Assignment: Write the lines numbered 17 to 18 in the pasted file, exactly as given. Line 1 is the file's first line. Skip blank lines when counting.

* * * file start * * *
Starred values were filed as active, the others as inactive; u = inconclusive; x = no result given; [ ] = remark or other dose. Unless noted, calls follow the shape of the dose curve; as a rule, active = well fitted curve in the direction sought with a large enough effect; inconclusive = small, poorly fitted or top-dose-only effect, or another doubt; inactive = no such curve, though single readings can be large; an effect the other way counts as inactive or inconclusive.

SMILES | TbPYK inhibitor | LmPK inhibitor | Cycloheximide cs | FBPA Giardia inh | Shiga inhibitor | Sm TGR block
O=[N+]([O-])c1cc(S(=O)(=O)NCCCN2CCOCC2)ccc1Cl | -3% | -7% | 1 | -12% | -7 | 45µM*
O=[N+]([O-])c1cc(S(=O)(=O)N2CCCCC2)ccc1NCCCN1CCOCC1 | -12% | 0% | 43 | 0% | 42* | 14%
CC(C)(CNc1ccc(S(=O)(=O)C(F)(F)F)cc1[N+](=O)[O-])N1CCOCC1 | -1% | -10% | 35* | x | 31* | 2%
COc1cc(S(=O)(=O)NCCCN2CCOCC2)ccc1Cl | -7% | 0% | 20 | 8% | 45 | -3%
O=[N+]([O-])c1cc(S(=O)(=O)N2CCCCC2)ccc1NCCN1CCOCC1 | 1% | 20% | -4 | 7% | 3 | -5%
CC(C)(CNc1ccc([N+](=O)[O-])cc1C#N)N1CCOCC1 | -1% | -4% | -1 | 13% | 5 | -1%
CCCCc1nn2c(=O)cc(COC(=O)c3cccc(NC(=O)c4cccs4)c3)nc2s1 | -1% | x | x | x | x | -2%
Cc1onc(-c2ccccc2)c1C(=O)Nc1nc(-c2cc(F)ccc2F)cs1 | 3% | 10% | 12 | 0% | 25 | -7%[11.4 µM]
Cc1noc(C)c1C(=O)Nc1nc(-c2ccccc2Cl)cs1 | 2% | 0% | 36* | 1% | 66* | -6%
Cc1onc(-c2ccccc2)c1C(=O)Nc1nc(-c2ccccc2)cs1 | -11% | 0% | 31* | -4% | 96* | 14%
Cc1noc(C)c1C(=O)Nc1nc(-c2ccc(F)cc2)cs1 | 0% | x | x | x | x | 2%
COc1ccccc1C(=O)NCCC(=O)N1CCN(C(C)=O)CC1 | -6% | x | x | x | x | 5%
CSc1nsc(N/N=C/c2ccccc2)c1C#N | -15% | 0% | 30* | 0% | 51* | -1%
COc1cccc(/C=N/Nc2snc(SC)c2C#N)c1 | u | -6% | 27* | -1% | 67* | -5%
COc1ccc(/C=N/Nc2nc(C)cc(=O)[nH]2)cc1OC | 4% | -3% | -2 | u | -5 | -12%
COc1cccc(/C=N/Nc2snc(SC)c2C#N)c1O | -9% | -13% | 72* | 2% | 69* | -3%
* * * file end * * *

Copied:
COc1ccc(/C=N/Nc2nc(C)cc(=O)[nH]2)cc1OC | 4% | -3% | -2 | u | -5 | -12%
COc1cccc(/C=N/Nc2snc(SC)c2C#N)c1O | -9% | -13% | 72* | 2% | 69* | -3%